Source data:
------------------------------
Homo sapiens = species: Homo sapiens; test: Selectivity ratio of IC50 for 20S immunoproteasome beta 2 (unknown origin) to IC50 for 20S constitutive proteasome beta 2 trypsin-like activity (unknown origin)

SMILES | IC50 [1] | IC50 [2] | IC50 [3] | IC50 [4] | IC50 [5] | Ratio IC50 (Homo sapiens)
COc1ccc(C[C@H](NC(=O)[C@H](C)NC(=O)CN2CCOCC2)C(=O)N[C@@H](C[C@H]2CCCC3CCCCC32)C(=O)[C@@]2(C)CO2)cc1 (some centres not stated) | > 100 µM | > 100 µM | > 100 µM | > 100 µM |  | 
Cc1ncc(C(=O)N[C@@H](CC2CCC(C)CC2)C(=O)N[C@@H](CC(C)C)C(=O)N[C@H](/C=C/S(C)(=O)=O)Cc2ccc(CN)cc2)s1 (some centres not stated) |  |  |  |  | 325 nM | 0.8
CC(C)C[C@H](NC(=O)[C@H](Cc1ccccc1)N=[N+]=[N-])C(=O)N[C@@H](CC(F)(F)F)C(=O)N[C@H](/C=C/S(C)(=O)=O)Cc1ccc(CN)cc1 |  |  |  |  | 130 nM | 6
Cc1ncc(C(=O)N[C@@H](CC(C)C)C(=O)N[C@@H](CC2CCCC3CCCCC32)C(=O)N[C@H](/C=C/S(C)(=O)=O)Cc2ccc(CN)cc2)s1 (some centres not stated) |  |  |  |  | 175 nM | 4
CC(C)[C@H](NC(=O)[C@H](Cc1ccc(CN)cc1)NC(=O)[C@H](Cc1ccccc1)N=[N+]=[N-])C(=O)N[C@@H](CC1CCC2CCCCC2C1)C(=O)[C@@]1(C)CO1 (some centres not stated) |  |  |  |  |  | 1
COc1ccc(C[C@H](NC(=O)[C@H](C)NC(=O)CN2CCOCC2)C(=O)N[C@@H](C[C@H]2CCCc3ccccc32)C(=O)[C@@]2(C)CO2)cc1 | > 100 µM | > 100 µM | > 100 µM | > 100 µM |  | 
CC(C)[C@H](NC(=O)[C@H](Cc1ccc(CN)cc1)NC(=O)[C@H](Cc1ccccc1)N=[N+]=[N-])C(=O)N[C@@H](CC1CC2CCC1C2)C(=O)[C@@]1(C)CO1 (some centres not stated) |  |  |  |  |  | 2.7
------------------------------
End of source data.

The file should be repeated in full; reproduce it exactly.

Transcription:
Homo sapiens = species: Homo sapiens; test: Selectivity ratio of IC50 for 20S immunoproteasome beta 2 (unknown origin) to IC50 for 20S constitutive proteasome beta 2 trypsin-like activity (unknown origin)

SMILES | IC50 [1] | IC50 [2] | IC50 [3] | IC50 [4] | IC50 [5] | Ratio IC50 (Homo sapiens)
COc1ccc(C[C@H](NC(=O)[C@H](C)NC(=O)CN2CCOCC2)C(=O)N[C@@H](C[C@H]2CCCC3CCCCC32)C(=O)[C@@]2(C)CO2)cc1 (some centres not stated) | > 100 µM | > 100 µM | > 100 µM | > 100 µM |  | 
Cc1ncc(C(=O)N[C@@H](CC2CCC(C)CC2)C(=O)N[C@@H](CC(C)C)C(=O)N[C@H](/C=C/S(C)(=O)=O)Cc2ccc(CN)cc2)s1 (some centres not stated) |  |  |  |  | 325 nM | 0.8
CC(C)C[C@H](NC(=O)[C@H](Cc1ccccc1)N=[N+]=[N-])C(=O)N[C@@H](CC(F)(F)F)C(=O)N[C@H](/C=C/S(C)(=O)=O)Cc1ccc(CN)cc1 |  |  |  |  | 130 nM | 6
Cc1ncc(C(=O)N[C@@H](CC(C)C)C(=O)N[C@@H](CC2CCCC3CCCCC32)C(=O)N[C@H](/C=C/S(C)(=O)=O)Cc2ccc(CN)cc2)s1 (some centres not stated) |  |  |  |  | 175 nM | 4
CC(C)[C@H](NC(=O)[C@H](Cc1ccc(CN)cc1)NC(=O)[C@H](Cc1ccccc1)N=[N+]=[N-])C(=O)N[C@@H](CC1CCC2CCCCC2C1)C(=O)[C@@]1(C)CO1 (some centres not stated) |  |  |  |  |  | 1
COc1ccc(C[C@H](NC(=O)[C@H](C)NC(=O)CN2CCOCC2)C(=O)N[C@@H](C[C@H]2CCCc3ccccc32)C(=O)[C@@]2(C)CO2)cc1 | > 100 µM | > 100 µM | > 100 µM | > 100 µM |  | 
CC(C)[C@H](NC(=O)[C@H](Cc1ccc(CN)cc1)NC(=O)[C@H](Cc1ccccc1)N=[N+]=[N-])C(=O)N[C@@H](CC1CC2CCC1C2)C(=O)[C@@]1(C)CO1 (some centres not stated) |  |  |  |  |  | 2.7